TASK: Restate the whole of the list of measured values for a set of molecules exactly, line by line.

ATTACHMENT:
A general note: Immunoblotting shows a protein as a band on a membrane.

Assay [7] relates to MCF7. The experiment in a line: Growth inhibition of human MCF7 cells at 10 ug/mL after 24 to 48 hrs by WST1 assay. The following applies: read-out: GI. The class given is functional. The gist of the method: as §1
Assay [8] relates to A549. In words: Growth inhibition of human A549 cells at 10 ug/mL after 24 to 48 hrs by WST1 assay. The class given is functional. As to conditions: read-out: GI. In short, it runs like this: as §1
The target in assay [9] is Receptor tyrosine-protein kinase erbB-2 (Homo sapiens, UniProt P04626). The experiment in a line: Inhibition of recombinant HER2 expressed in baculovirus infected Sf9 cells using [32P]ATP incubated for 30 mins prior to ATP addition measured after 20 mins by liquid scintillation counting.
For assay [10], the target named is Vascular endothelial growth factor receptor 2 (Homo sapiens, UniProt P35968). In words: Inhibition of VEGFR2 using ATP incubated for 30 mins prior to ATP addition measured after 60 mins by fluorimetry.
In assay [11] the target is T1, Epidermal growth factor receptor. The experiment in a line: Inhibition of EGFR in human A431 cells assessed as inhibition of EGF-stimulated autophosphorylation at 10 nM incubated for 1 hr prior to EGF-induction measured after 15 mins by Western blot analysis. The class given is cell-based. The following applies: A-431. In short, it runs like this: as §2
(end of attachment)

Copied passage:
A general note: Immunoblotting shows a protein as a band on a membrane.

Assay [7] relates to MCF7. The experiment in a line: Growth inhibition of human MCF7 cells at 10 ug/mL after 24 to 48 hrs by WST1 assay. The following applies: read-out: GI. The class given is functional. The gist of the method: as §1
Assay [8] relates to A549. In words: Growth inhibition of human A549 cells at 10 ug/mL after 24 to 48 hrs by WST1 assay. The class given is functional. As to conditions: read-out: GI. In short, it runs like this: as §1
The target in assay [9] is Receptor tyrosine-protein kinase erbB-2 (Homo sapiens, UniProt P04626). The experiment in a line: Inhibition of recombinant HER2 expressed in baculovirus infected Sf9 cells using [32P]ATP incubated for 30 mins prior to ATP addition measured after 20 mins by liquid scintillation counting.
For assay [10], the target named is Vascular endothelial growth factor receptor 2 (Homo sapiens, UniProt P35968). In words: Inhibition of VEGFR2 using ATP incubated for 30 mins prior to ATP addition measured after 60 mins by fluorimetry.
In assay [11] the target is T1, Epidermal growth factor receptor. The experiment in a line: Inhibition of EGFR in human A431 cells assessed as inhibition of EGF-stimulated autophosphorylation at 10 nM incubated for 1 hr prior to EGF-induction measured after 15 mins by Western blot analysis. The class given is cell-based. The following applies: A-431. In short, it runs like this: as §2